Anxiety is a natural emotional response to anything that our brain deems as being dangerous. Referred to as the ‘fight or flight’ response, it was most useful back in the stone ages to prevent yourself from becoming lunch for a hungry creature double your size.
Hormones, such as adrenaline, would prepare you physically to fight the creature or do a runner! In turn, this would make you feel more alert and ready your muscles for a WWE style smackdown or a Mo Farah run, which would hopefully stop you from becoming a human kebab!
Thankfully, we don’t have to worry as much about creatures trying to feast upon us these days.
But these reactions to potentially dangerous situations are still prevalent and sometimes for good reasons. Without anxiety, we would literally all live our lives like members of the Jack Ass team. As an emotion, it allows us to approach situations with a levelheaded outlook.
‘Hey, Bob, should I dangle my legs off this really tall cliff for the lol’s?’
‘Hmm, not too sure about that Jim…Sounds dangerous to me’
‘What’s the worst that could happen?’
‘Well, you could slip and fall down the cliff to your death Jim’
‘Yeah, that’s true Bob, better not try that then’
(In this situation, Bob is anxiety)
Anxiety will cause feelings of unease and fearfulness in many life situations from school exams and job interviews to illnesses or breakups. But for many people, these feelings will only be present during a small and reasonable length of time. These are normal emotional reactions that every person will and should feel.
An anxiety disorder refers to an exaggerated and prolonged response that affects an individual’s everyday life. It’s often hard for people to differentiate between suffering from an anxiety disorder or just undergoing a normal anxiety response because anxiety is such a common emotion.
But the two are very different.
There are many misconceptions about anxiety disorders and I’m going to talk about a few of the most common.
Only weak people get anxiety disorders.
You can be the strongest person in the world and still be struck down with an anxiety disorder. In all fairness, it’s usually the strongest and most confident people who suffer from anxiety disorders because they hide their emotions away. It’s a bit like kids films where someone would keep putting stuff under their bed and pretending it wasn’t there until the bed touched the bedroom ceiling.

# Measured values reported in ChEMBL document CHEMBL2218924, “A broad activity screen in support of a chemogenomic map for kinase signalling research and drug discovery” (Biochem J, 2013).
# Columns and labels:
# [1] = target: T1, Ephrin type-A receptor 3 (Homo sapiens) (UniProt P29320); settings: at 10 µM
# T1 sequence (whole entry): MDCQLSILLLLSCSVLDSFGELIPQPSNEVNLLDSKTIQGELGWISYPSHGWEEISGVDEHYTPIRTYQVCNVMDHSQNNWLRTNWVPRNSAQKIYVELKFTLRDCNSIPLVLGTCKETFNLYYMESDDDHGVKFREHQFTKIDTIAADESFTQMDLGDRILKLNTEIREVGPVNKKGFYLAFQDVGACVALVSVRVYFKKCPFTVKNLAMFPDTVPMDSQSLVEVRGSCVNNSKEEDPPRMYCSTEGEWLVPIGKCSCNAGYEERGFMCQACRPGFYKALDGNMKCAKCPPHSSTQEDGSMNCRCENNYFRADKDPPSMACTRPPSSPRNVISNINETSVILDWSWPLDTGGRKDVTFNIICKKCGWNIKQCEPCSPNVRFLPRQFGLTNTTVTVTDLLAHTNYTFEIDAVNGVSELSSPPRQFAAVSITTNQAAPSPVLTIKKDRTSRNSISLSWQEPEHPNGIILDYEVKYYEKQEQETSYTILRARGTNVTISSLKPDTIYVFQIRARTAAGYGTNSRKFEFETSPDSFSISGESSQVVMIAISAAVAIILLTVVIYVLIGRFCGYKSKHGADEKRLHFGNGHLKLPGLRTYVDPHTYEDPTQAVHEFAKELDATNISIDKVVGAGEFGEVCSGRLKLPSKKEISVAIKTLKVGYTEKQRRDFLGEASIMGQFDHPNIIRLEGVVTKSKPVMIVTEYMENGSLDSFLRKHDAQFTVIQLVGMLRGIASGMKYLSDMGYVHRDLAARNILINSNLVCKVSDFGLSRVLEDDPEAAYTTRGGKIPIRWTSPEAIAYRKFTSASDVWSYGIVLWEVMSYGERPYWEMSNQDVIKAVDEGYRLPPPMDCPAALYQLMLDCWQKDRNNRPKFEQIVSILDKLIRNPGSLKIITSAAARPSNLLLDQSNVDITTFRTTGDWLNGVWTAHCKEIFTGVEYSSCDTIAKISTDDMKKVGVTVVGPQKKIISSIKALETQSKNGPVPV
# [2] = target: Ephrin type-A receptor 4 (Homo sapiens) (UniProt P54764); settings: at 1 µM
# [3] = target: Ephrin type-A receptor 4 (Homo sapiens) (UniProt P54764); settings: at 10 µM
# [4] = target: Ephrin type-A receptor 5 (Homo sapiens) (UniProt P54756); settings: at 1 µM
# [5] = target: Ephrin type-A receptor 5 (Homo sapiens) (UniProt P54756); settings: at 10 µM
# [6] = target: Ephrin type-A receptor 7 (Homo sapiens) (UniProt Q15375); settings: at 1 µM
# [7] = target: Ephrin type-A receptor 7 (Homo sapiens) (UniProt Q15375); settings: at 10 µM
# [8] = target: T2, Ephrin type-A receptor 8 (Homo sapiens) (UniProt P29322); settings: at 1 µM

People who suffer from mental health problems are often ashamed. Society has to lead us to believe we have to put a smile on our faces all the time and pretend to be something we are not. This leads to high levels of stress, which will eventually lead to anxiety disorders.
At this point, people are often left confused. ‘Oh, I never knew so and so was having such a hard time! I thought they were really strong’.
People deal with situations in very different ways. We don’t always know people’s stories or what their lives are truly like. Try not to judge.
Only people with anxiety disorders have panic attacks
Panic attacks are a common symptom of high anxiety but are not always prominent with anxiety disorders. Specifically, anxiety disorders like Generalised Anxiety Disorder are more commonly diagnosed due to other less obvious symptoms such as insomnia, loss of appetite, and obsessive thoughts.
Panic attacks are a physical reaction to anxiety and regular panic attacks will usually lead to a diagnosis of Panic Disorder (an anxiety disorder which consists of excessive panic attacks). But as stated, they are not always a symptom of an anxiety disorder and a panic attack can happen with or without mental health problems being present (such as the first time someone performs on a stage).
Anxiety Disorders can only be treated with medication
Medication should always be a last resort when it comes to anxiety but you should always decide what works best for you. In the short term, anti-anxiety medication can help you to obtain a better mindset in order to use other techniques.
However, there are lots of alternative techniques that can be used to get on top of an anxiety disorder and medication will often have it’s own side effects which should always be discussed in length with your GP.
Medication free treatments include:
CBT (Cognitive Behavioural Therapy)
and Hypnosis (and others)
You should always fight anxiety!
Anxiety isn’t something you should fight against, but rather work alongside to control. When you fight anxiety, it often gets worse. Anxiety thinks it’s doing you a favour because, after all, it’s protecting you from ‘harm’. Specific treatments such as exposure therapy will allow you to face your fears a little every day and stay on top of your anxiety disorder.
Anxiety disorders are not easy to deal with. They often make you feel like you’re a prisoner to your own mind but getting the right help and support can allow you to do all the things you love and not feel as though your anxiety disorder defines you. You should never feel alone as 1 in 4 people in the UK will suffer from an anxiety disorder at some stage in their lives.
Mood Juice http://www.moodjuice.scot.nhs.uk/anxiety.asp